This seminar course introduces students to the island of Cyprus in the eastern Mediterranean and its archaeology, from the origins of human occupation to the end of antiquity. Readings and discussions of material culture and texts will explore the history and practice of Cypriot archaeology in relation to those of Greece and the Near East. Key themes will include: islands and insularity, continuity vs. change, sex and identity, the rise of the state, regionalism, and imperial conquest. Suitable for both graduate and undergraduate students.
Last offered: Autumn 2015

CLASSICS 258: Iconoclasm (ARTHIST 209C, ARTHIST 409, CLASSICS 158, REES 409)

By the seventh century three large political entities formed in the Mediterranean the Umayyads, the Carolingians, and the Byzantines each competed for legitimacy; all three emerged from the ashes of Late Antique culture, yet each tried to carve out an identity out of this common foundation. In this parting of the ways, the three empires took among others the issue of what constitutes an image and what role it plays in devotion. Eik'n, imago, ura became the basis on which to built differences and accuse the other political players of idolatry. This course explores medieval image theory, especially the phenomena of iconoclasm, iconophobia, and aniconism. The discussions focus on monuments in the Mediterranean as well as objects in the Cantor collection and facsimiles of manuscripts at the Bowes Art Library.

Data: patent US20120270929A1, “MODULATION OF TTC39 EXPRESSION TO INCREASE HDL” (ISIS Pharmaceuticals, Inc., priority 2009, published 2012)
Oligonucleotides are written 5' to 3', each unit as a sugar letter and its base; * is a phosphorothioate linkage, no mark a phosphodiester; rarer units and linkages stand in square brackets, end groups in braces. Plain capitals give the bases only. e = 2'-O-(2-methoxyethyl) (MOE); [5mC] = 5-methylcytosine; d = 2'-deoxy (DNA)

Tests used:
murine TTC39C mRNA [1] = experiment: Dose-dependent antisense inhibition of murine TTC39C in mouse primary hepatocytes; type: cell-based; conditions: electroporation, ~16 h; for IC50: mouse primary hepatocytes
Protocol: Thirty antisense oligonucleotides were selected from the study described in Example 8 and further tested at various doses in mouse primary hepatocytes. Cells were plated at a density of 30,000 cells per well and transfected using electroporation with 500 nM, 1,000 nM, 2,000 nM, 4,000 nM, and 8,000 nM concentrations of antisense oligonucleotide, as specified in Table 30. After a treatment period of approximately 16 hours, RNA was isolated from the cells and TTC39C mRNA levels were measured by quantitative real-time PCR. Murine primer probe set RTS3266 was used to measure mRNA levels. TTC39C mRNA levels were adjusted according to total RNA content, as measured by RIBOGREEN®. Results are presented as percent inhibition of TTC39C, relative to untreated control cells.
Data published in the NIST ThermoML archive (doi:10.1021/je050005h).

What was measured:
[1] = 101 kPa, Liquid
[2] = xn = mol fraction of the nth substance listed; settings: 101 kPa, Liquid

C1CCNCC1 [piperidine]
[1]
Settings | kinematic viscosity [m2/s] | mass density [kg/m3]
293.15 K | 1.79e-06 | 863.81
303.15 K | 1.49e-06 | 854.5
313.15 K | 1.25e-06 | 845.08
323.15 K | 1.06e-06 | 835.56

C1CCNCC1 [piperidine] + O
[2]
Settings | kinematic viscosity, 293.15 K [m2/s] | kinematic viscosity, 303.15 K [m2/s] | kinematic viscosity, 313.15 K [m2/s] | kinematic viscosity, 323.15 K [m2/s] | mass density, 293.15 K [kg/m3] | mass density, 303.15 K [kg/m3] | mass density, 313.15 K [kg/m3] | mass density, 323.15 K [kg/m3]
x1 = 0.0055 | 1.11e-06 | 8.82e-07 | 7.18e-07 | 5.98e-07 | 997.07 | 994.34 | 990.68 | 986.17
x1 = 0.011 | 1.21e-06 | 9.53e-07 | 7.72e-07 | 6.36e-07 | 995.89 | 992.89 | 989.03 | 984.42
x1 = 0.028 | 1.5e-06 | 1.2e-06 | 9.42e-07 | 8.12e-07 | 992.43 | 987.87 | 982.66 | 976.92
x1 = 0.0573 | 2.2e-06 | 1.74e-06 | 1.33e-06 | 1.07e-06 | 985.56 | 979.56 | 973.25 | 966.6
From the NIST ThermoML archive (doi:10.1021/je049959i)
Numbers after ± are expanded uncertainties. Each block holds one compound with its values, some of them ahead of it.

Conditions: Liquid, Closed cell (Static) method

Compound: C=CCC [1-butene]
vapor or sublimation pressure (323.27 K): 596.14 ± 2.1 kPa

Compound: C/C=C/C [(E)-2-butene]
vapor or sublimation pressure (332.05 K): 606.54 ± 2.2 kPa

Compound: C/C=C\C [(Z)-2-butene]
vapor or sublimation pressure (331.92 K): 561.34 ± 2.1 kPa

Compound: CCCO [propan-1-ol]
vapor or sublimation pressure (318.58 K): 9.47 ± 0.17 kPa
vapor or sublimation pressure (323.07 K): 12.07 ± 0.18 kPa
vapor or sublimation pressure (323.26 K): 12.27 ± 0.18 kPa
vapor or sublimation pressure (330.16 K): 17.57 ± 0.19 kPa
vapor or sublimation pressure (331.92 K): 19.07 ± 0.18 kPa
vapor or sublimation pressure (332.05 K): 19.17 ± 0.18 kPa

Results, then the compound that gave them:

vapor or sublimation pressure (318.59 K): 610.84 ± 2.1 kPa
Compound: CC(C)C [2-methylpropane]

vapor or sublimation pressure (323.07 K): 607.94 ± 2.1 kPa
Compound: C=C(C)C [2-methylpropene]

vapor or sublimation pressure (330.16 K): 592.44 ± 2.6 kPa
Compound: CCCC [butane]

Last offered: Spring 2017

CLASSICS 260: Design Thinking for the Creative Humanities (CLASSICS 160)

This class introduces Design Thinking to students in the Humanities and Social Sciences. Under a growth mindset of creative exploration and experiment, we will share a tool kit drawn from design thinking and the arts to develop our imaginative capacity to innovate. The standpoint is that creative imagination is not a property of the artistic or design genius but comprises skills and competencies that can be easily learned and adapted to all sorts of circumstances ¿ personal, organizational, business, community.
Last offered: Winter 2019

CLASSICS 262: Sex and the Early Church (FEMGEN 262, RELIGST 262, RELIGST 362)